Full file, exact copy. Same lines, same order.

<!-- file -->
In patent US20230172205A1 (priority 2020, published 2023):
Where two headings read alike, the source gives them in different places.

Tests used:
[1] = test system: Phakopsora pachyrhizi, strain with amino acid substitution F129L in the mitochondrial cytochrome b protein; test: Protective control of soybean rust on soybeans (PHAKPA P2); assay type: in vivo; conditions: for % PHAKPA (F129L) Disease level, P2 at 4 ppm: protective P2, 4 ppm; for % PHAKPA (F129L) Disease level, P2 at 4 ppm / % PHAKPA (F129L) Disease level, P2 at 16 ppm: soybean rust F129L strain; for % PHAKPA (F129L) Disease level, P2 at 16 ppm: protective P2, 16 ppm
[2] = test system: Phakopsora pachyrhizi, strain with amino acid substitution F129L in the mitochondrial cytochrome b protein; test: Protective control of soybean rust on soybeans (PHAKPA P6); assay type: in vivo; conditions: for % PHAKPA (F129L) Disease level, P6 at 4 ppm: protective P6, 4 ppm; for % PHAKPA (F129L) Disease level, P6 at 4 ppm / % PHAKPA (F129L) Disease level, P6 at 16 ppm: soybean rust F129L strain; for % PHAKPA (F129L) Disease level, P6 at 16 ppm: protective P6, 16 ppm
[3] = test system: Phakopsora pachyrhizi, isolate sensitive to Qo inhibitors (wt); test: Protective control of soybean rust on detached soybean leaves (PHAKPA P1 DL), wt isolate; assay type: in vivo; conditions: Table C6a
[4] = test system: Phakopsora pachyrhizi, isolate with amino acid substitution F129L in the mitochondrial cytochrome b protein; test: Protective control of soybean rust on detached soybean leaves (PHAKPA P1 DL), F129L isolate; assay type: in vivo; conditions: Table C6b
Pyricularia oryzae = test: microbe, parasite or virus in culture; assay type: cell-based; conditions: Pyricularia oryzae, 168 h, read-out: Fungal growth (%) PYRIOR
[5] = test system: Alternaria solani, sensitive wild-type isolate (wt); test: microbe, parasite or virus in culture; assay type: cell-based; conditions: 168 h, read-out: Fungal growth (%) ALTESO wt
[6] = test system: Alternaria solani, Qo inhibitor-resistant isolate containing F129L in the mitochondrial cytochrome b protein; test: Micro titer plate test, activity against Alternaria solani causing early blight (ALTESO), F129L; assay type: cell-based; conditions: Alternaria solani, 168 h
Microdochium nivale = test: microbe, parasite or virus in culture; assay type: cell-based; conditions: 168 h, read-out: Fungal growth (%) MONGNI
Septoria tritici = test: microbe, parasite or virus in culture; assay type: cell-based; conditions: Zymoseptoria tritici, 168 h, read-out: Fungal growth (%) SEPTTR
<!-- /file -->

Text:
In patent US20230172205A1 (priority 2020, published 2023):
Where two headings read alike, the source gives them in different places.

Tests used:
[1] = test system: Phakopsora pachyrhizi, strain with amino acid substitution F129L in the mitochondrial cytochrome b protein; test: Protective control of soybean rust on soybeans (PHAKPA P2); assay type: in vivo; conditions: for % PHAKPA (F129L) Disease level, P2 at 4 ppm: protective P2, 4 ppm; for % PHAKPA (F129L) Disease level, P2 at 4 ppm / % PHAKPA (F129L) Disease level, P2 at 16 ppm: soybean rust F129L strain; for % PHAKPA (F129L) Disease level, P2 at 16 ppm: protective P2, 16 ppm
[2] = test system: Phakopsora pachyrhizi, strain with amino acid substitution F129L in the mitochondrial cytochrome b protein; test: Protective control of soybean rust on soybeans (PHAKPA P6); assay type: in vivo; conditions: for % PHAKPA (F129L) Disease level, P6 at 4 ppm: protective P6, 4 ppm; for % PHAKPA (F129L) Disease level, P6 at 4 ppm / % PHAKPA (F129L) Disease level, P6 at 16 ppm: soybean rust F129L strain; for % PHAKPA (F129L) Disease level, P6 at 16 ppm: protective P6, 16 ppm
[3] = test system: Phakopsora pachyrhizi, isolate sensitive to Qo inhibitors (wt); test: Protective control of soybean rust on detached soybean leaves (PHAKPA P1 DL), wt isolate; assay type: in vivo; conditions: Table C6a
[4] = test system: Phakopsora pachyrhizi, isolate with amino acid substitution F129L in the mitochondrial cytochrome b protein; test: Protective control of soybean rust on detached soybean leaves (PHAKPA P1 DL), F129L isolate; assay type: in vivo; conditions: Table C6b
Pyricularia oryzae = test: microbe, parasite or virus in culture; assay type: cell-based; conditions: Pyricularia oryzae, 168 h, read-out: Fungal growth (%) PYRIOR
[5] = test system: Alternaria solani, sensitive wild-type isolate (wt); test: microbe, parasite or virus in culture; assay type: cell-based; conditions: 168 h, read-out: Fungal growth (%) ALTESO wt
[6] = test system: Alternaria solani, Qo inhibitor-resistant isolate containing F129L in the mitochondrial cytochrome b protein; test: Micro titer plate test, activity against Alternaria solani causing early blight (ALTESO), F129L; assay type: cell-based; conditions: Alternaria solani, 168 h
Microdochium nivale = test: microbe, parasite or virus in culture; assay type: cell-based; conditions: 168 h, read-out: Fungal growth (%) MONGNI
Septoria tritici = test: microbe, parasite or virus in culture; assay type: cell-based; conditions: Zymoseptoria tritici, 168 h, read-out: Fungal growth (%) SEPTTR